Having a dedicated company alerts page on your website or internal portal as a consistent focal point with the most current information can become the trusted resource everyone turns to reduce misinformation.
4. Use Your Company Newsroom Page
Most manufacturers already have a news section on their sites. If not, it can easily be added.
Use this as the place to post regular updates that your suppliers and customers can keep up to date with general developments impacting operations. Ask them to subscribe to your newsroom updates so they will be alerted by email anytime your company posts new information.
5. Leverage Email Automation
Email automation is going to be your most efficient way to reach audiences with critical news or updates not meant for the general public. Don’t just put out email blasts to your entire database of contacts.
Categorize customers, suppliers, partners, manufacturing reps, etc into segmented lists to send out updates that are more specific to those groups. Make sure to keep an eye on analytics showing who opened the emails as this might create an opportunity for sales to follow up with that person one-on-one.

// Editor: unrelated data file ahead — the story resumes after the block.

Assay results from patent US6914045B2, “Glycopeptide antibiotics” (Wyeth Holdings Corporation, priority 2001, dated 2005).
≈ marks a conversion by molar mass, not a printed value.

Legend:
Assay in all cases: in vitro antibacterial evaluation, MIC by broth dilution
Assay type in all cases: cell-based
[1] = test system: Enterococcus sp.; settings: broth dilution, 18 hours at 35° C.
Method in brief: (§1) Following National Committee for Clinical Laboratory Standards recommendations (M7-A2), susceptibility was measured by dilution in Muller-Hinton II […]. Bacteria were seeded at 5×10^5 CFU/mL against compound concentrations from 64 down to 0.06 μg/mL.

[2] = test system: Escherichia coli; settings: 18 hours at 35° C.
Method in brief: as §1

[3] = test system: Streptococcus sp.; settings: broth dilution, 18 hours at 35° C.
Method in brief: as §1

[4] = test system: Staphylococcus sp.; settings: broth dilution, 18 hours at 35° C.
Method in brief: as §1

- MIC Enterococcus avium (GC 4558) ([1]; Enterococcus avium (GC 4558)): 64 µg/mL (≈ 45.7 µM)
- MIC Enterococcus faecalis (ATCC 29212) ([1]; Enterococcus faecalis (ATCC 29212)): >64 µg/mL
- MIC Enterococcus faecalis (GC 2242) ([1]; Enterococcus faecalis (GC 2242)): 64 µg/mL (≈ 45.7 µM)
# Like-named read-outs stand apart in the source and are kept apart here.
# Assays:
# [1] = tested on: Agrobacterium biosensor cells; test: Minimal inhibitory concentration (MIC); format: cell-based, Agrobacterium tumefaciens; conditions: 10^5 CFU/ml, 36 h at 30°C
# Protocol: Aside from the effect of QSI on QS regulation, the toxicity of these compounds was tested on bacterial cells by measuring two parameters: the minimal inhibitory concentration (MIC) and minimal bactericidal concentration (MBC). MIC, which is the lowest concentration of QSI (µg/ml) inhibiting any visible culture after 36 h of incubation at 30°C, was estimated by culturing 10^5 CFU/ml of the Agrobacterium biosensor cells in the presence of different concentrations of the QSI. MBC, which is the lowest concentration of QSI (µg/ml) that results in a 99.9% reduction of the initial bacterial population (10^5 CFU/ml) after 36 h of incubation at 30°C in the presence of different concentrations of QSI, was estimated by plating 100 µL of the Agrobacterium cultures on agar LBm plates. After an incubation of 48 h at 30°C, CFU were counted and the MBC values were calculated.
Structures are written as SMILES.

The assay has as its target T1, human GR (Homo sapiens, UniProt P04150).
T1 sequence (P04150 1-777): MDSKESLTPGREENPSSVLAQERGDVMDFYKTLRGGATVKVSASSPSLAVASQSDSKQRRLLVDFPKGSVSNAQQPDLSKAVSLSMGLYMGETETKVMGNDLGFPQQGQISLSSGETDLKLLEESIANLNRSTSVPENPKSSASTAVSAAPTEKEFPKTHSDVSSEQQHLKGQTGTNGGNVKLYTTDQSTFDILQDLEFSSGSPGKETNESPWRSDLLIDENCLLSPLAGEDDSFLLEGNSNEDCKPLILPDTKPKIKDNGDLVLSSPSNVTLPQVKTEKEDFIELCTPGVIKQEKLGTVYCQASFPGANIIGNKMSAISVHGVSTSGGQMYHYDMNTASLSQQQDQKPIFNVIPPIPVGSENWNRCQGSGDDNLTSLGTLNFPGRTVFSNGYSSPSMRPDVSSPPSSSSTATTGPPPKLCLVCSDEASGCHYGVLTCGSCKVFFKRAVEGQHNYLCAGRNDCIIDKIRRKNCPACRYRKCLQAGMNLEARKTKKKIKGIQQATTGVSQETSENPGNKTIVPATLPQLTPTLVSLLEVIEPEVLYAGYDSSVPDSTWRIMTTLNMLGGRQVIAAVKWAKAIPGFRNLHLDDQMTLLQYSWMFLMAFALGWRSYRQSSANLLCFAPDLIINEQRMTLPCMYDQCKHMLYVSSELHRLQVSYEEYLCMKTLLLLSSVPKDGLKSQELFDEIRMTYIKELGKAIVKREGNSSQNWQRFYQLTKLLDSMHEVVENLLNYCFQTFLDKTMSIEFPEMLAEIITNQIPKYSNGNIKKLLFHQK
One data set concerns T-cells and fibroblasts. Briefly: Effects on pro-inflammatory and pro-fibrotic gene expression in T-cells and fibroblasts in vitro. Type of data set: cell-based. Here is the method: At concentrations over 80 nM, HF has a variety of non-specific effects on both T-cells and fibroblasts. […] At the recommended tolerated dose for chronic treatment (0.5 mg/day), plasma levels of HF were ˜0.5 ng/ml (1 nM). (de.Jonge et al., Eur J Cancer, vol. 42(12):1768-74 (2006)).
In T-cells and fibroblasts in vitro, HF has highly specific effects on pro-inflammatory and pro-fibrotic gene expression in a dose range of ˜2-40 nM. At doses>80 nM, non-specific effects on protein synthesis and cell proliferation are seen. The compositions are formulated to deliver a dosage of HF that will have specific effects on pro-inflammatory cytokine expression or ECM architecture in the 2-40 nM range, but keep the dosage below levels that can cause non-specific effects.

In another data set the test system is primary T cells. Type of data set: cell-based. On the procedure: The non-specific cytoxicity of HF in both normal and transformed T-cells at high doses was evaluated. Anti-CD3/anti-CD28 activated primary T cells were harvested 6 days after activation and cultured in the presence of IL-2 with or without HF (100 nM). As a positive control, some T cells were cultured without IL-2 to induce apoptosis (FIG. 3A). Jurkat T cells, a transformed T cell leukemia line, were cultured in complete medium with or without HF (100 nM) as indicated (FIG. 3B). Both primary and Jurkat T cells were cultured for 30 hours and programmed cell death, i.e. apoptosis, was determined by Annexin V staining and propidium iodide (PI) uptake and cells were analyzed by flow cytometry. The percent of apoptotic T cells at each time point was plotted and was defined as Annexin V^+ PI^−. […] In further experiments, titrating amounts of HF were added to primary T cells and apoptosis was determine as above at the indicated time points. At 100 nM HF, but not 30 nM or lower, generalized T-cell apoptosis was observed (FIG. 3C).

6. Scale Up Your Digital Marketing
As social distancing eliminates many in-person sales and marketing activities, digital channels are now the best and often lowest-cost way to reach people.
Start creating help content for your website and for sales to send in emails. Sales can start leveraging tools like LinkedIn for social selling, while marketing can explore other digital channels for distributing messaging including advertising.
According to marketing technology firm 4C Insights Inc. ad spending on Facebook, Instagram and Twitter are already up 25% over this time last year.
7. Improve your Search Engine Optimization (SEO)